Converting a list to a set changes element order

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Converting a list to a set changes element order

Recently I noticed that when I am converting a list to set the order of elements is changed and is sorted by character.

Consider this example:

x=[1,2,20,6,210]
print x
# [1, 2, 20, 6, 210] # the order is same as initial order
set(x)
# set([1, 2, 20, 210, 6]) # in the set(x) output order is sorted

My questions are –

  1. Why is this happening?
  2. How can I do set operations (especially Set Difference) without losing the initial order?
Asked By: d.putto

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Answer #1:

  1. A set is an unordered data structure, so it does not preserve the insertion order.

  2. This depends on your requirements. If you have an normal list, and want to remove some set of elements while preserving the order of the list, you can do this with a list comprehension:

    >>> a = [1, 2, 20, 6, 210]
    >>> b = set([6, 20, 1])
    >>> [x for x in a if x not in b]
    [2, 210]
    

    If you need a data structure that supports both fast membership tests and preservation of insertion order, you can use the keys of a Python dictionary, which starting from Python 3.7 is guaranteed to preserve the insertion order:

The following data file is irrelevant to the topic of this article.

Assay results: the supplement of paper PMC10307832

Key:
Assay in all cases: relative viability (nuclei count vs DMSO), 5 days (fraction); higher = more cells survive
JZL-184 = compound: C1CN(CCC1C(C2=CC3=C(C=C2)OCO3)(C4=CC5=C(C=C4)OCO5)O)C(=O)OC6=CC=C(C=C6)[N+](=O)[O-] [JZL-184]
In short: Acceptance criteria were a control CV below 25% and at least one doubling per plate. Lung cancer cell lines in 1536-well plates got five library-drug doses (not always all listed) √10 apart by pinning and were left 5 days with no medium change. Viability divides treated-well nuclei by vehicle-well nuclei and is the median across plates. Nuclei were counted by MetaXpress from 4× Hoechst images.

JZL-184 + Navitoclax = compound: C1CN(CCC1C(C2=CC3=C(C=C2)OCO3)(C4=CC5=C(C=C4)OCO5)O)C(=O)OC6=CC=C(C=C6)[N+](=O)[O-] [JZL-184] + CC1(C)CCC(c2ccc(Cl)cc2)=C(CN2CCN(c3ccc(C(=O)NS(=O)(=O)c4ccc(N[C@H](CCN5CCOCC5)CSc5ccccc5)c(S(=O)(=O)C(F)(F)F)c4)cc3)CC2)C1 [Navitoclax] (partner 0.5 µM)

>>> a = dict.fromkeys([1, 2, 20, 6, 210])
    >>> b = dict.fromkeys([6, 20, 1])
    >>> dict.fromkeys(x for x in a if x not in b)
    {2: None, 210: None}
    

    b doesn’t really need to be ordered here – you could use a set as well. Note that a.keys() - b.keys() returns the set difference as a set, so it won’t preserve the insertion order.

    In older versions of Python, you can use collections.OrderedDict instead:

    >>> a = collections.OrderedDict.fromkeys([1, 2, 20, 6, 210])
    >>> b = collections.OrderedDict.fromkeys([6, 20, 1])
    >>> collections.OrderedDict.fromkeys(x for x in a if x not in b)
    OrderedDict([(2, None), (210, None)])
    
Answered By: Sven Marnach

Answer #2:

In Python 3.6, set() now should keep the order, but there is another solution for Python 2 and 3:

>>> x = [1, 2, 20, 6, 210]
>>> sorted(set(x), key=x.index)
[1, 2, 20, 6, 210]
Answered By: Tiger-222

Answer #3:

Answering your first question, a set is a data structure optimized for set operations. Like a mathematical set, it does not enforce or maintain any particular order of the elements. The abstract concept of a set does not enforce order, so the implementation is not required to. When you create a set from a list, Python has the liberty to change the order of the elements for the needs of the internal implementation it uses for a set, which is able to perform set operations efficiently.

Answered By: lvella

Answer #4:

In mathematics, there are sets and ordered sets (osets).

  • set: an unordered container of unique elements (Implemented)
  • oset: an ordered container of unique elements (NotImplemented)

In Python, only sets are directly implemented. We can emulate osets with regular dict keys (3.7+).

Given